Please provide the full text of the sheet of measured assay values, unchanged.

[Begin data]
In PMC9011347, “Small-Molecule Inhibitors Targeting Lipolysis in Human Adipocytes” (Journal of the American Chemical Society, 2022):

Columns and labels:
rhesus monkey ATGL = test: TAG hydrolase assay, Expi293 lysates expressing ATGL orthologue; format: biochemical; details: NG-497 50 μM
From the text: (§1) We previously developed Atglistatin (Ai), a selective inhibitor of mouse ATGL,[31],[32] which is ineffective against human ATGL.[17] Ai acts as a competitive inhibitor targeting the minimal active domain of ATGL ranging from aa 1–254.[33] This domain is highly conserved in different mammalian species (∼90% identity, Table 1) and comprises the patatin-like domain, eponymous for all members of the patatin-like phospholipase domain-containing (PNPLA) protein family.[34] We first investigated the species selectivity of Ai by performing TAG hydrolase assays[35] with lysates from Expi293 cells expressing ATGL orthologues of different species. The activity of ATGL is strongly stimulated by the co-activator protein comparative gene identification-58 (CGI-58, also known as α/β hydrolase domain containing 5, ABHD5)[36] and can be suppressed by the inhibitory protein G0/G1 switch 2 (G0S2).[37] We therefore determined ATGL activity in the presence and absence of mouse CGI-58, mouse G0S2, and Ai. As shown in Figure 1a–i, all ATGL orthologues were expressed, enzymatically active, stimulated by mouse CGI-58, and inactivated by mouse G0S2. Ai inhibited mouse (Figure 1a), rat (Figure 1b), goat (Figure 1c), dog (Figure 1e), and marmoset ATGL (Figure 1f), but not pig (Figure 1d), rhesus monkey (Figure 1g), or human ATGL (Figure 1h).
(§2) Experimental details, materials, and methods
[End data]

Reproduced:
In PMC9011347, “Small-Molecule Inhibitors Targeting Lipolysis in Human Adipocytes” (Journal of the American Chemical Society, 2022):

Columns and labels:
rhesus monkey ATGL = test: TAG hydrolase assay, Expi293 lysates expressing ATGL orthologue; format: biochemical; details: NG-497 50 μM
From the text: (§1) We previously developed Atglistatin (Ai), a selective inhibitor of mouse ATGL,[31],[32] which is ineffective against human ATGL.[17] Ai acts as a competitive inhibitor targeting the minimal active domain of ATGL ranging from aa 1–254.[33] This domain is highly conserved in different mammalian species (∼90% identity, Table 1) and comprises the patatin-like domain, eponymous for all members of the patatin-like phospholipase domain-containing (PNPLA) protein family.[34] We first investigated the species selectivity of Ai by performing TAG hydrolase assays[35] with lysates from Expi293 cells expressing ATGL orthologues of different species. The activity of ATGL is strongly stimulated by the co-activator protein comparative gene identification-58 (CGI-58, also known as α/β hydrolase domain containing 5, ABHD5)[36] and can be suppressed by the inhibitory protein G0/G1 switch 2 (G0S2).[37] We therefore determined ATGL activity in the presence and absence of mouse CGI-58, mouse G0S2, and Ai. As shown in Figure 1a–i, all ATGL orthologues were expressed, enzymatically active, stimulated by mouse CGI-58, and inactivated by mouse G0S2. Ai inhibited mouse (Figure 1a), rat (Figure 1b), goat (Figure 1c), dog (Figure 1e), and marmoset ATGL (Figure 1f), but not pig (Figure 1d), rhesus monkey (Figure 1g), or human ATGL (Figure 1h).
(§2) Experimental details, materials, and methods